I am sure everyone knows about the common functionality of automatic login on Windows.

What I would like is the same thing, but in background; meaning that the user selection screen remains on display while the profile for the specified user is being loaded.

Is it possible? Or is there a script to do it?

  • Why is it that you're trying to do this? It may be that whatever you're trying to do is better suited to running as a service or some other scenario.
    – nhinkle
    Nov 13 '10 at 8:42
  • Actually, that was what I needed when I had only one program to run like this; and I was actually able to launch it as a service, and access it through the Web interface available. However, I now need other programs to run, and they cannot run in background. When they are launched they just minimize to the tray.
    – Yusuf
    Nov 15 '10 at 5:49

It's kind of irritating, but you can create a shortcut in the auto-login account's Startup folder which launches the command:

rundll32.exe user32.dll, LockWorkStation

The computer will log in and eventually launch this shortcut, locking the screen. This will happen every time the account logs in, even if the login was initiated manually.

  • But this means I would not be able to login at all when I actually want to use the desktop, right?
    – Yusuf
    Nov 15 '10 at 5:48
  • The programs in Startup only get called on logon. When logging on, either manually or via auto-logon, the screen would start loading, then lock once that shortcut was called. Then when you unlocked the desktop, since the account was already logged on, it would not call the shortcut again and you could use the desktop as normal. Nov 15 '10 at 10:16
  • ah ok; that's fine with me; so I guess I'll be going along this solution
    – Yusuf
    Nov 16 '10 at 9:34

On XP the task scheduler didn't look like it was going to run the arguments contained in the shortcut, rather only the rundll32.dll the shortcut pointed to instead.

If this happens in your case make a notepad document and save it as a .cmd file, which contains this inside, and schedule that instead.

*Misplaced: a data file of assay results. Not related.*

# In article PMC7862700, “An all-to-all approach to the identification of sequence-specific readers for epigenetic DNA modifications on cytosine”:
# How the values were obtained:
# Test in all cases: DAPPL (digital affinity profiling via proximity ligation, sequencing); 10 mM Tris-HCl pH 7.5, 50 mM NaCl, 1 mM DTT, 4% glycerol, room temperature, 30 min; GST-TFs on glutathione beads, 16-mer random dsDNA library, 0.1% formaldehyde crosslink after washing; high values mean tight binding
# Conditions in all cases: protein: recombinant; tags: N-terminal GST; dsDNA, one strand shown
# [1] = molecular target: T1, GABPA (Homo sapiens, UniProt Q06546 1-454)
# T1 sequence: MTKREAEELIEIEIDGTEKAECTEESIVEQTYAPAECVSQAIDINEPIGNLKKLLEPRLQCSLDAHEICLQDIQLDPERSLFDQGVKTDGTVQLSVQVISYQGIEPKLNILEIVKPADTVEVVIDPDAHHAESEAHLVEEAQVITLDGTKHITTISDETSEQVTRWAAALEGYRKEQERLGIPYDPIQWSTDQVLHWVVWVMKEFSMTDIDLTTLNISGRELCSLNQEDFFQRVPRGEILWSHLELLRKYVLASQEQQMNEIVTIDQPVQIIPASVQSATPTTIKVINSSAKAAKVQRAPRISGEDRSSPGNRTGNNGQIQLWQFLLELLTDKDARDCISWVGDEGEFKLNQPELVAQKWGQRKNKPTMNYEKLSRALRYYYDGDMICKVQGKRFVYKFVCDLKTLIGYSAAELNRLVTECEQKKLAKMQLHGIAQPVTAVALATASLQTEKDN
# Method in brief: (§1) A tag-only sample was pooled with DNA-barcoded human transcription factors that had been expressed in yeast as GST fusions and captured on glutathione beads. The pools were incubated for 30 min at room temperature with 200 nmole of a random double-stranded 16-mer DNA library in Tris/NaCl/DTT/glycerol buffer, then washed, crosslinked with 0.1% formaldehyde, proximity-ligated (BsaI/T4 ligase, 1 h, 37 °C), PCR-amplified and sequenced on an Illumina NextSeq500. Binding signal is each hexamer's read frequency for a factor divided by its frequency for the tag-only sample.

@echo off

start %windir%\system32\rundll32.exe user32.dll, LockWorkStation && exit

This way an app like Task Scheduler won't traverse the shortcut and just use the app it points to, leaving behind the arguments contained in the shortcut.

  • That would almost the same as Stephen's solution, or am I missing something?
    – Yusuf
    Nov 15 '10 at 5:51
  • In XP Home 32, when I pointed Task Scheduler to the shortcut (.lnk file) I had created it followed it along to the executable it pointed to, leaving behind the arguments the shortcut was passing to the executable. Pointing Task Scheduler to the .cmd file runs the .cmd file. Task Scheduler ends there, it doesn't keep going to where the command refers it to, as it did with the .lnk file. This way it doesn't bypass the arguments contained within, rather runs the executable and the arguments defined by the command.
    – NginUS
    Nov 15 '10 at 16:43
  • ah ok, I got your point; I'll try it simply as Stephen explained, then if it does not work, I'll use yours. At least I already have an answer to a question that I could be asking :D
    – Yusuf
    Nov 16 '10 at 9:36
  • 1
    There's another function of the Task Scheduler that has a similar effect to what these solutions do, yet subtly different. And that's the ability to schedule an application to run at startup, as a user. What this does is has an application run as if that user was logged on- as soon as the computer starts and reaches the login screen. The same login screen we're automatically logging in through then re-establishing with the lock command. Except in our case now we have all that user's startup apps going rather than just one being set to go at startup. I don't know if that might be another way.
    – NginUS
    Nov 18 '10 at 1:28
  • oh!! that seems to be really interesting, indeed. I'll have to look into that.. or if you have more info, i'd really like to know more!!
    – Yusuf
    Nov 22 '10 at 6:05

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